• Assistance of another person in cases where prohibited
    • Facilitation
      Examples:
      • Sharing test questions or answers from an exam with another student
      • Letting another student copy a solution to a homework problem, exam, or lab
      • Taking an exam for another student
      • Assistance in any act of academic dishonesty of another student
  2. Responsibilities of Faculty Members and Students
    Faculty members should outline their policies concerning evaluation procedures and their expectations pertaining to academic integrity at the beginning of each course. Faculty must ensure that student performance is judged solely on the basis of academic work in courses and projects. Because of the differences in disciplines and the type of work involved, faculty interpretation regarding what constitutes academic dishonesty may vary across campus. Since project-based education places a strong emphasis on group work, faculty and students should be particularly attentive to the distinction between group work and individual performance expectations. Faculty and students are responsible for knowing and understanding WPI's policy and procedure for dealing with academic dishonesty. Faculty are encouraged to implement measures designed to minimize or prevent academic dishonesty.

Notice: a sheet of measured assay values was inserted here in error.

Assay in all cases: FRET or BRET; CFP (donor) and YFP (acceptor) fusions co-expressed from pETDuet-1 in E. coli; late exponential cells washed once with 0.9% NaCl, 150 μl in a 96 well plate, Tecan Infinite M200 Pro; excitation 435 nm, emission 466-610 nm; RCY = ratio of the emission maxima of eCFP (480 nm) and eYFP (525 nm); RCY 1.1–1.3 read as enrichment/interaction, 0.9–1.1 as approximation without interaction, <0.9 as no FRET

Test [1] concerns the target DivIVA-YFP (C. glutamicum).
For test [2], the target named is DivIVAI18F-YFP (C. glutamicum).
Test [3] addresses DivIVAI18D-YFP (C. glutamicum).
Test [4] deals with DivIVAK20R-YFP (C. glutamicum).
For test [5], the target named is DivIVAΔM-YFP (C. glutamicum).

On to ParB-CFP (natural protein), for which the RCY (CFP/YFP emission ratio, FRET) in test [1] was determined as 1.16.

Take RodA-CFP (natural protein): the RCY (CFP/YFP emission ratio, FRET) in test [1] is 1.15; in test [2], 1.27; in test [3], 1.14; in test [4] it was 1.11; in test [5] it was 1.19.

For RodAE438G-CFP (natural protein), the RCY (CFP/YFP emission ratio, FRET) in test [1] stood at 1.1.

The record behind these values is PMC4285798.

3. Procedures
    The WPI faculty and administration have developed a set of procedures designed to ensure uniform (and fair) treatment of undergraduate or graduate students suspected of academic dishonesty. Students or others who suspect a faculty member of professional dishonesty should consult the academic department head or the provost.
    1. Faculty shall report to the department chair any suspected act of academic dishonesty.
    2. The chair shall review cases referred to him/her to determine if there is reason for believing that academic dishonesty may be involved.
    3. Faculty shall allow the student to continue in the course without prejudice, pending resolution of the case.
    4. The chair or instructor shall check with the dean or associate dean of students to determine if the student has any record of prior offenses involving academic dishonesty.